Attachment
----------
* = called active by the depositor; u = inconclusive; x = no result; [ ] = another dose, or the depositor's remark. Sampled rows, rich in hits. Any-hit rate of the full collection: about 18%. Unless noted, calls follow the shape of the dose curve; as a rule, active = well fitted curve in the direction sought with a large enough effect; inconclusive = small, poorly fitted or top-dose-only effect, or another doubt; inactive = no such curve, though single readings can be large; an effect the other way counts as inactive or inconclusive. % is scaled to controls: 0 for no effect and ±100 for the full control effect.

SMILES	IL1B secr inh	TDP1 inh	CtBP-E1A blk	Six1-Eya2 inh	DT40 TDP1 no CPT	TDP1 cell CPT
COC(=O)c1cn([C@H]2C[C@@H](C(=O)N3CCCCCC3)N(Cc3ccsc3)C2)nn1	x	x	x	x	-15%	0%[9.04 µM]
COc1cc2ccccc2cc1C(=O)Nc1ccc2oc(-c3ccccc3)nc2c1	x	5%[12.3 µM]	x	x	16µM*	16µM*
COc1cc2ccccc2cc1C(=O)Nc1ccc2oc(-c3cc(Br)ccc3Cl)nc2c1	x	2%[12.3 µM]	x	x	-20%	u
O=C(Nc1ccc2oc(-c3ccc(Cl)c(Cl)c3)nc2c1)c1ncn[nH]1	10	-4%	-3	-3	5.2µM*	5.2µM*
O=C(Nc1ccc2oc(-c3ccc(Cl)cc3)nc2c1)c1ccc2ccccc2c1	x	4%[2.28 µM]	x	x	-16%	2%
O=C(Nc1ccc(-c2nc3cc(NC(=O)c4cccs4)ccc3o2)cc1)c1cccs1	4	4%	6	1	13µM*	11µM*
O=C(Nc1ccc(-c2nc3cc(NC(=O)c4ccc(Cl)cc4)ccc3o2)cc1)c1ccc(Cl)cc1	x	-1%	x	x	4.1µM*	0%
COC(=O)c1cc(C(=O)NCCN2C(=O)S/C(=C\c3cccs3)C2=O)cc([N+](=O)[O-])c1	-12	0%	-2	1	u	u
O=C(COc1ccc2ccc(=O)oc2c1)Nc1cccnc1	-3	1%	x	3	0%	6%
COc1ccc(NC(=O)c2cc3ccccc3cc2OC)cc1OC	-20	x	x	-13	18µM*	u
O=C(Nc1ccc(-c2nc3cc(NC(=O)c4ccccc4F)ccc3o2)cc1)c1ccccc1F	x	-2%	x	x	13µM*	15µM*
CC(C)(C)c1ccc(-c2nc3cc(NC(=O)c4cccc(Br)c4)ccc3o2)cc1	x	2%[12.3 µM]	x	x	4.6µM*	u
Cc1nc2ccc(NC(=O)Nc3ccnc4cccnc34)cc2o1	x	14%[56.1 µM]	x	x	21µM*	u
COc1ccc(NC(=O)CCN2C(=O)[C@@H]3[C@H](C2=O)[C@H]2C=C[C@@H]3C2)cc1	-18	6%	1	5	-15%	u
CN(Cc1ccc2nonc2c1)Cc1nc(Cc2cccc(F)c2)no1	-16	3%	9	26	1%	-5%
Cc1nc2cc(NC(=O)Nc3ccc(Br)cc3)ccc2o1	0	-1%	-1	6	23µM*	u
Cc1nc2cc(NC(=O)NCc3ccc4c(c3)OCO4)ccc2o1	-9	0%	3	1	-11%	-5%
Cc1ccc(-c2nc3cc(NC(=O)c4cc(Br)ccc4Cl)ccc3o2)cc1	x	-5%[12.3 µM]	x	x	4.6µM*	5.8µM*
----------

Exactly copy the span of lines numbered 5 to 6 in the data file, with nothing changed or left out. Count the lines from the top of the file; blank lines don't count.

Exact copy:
COc1cc2ccccc2cc1C(=O)Nc1ccc2oc(-c3cc(Br)ccc3Cl)nc2c1	x	2%[12.3 µM]	x	x	-20%	u
O=C(Nc1ccc2oc(-c3ccc(Cl)c(Cl)c3)nc2c1)c1ncn[nH]1	10	-4%	-3	-3	5.2µM*	5.2µM*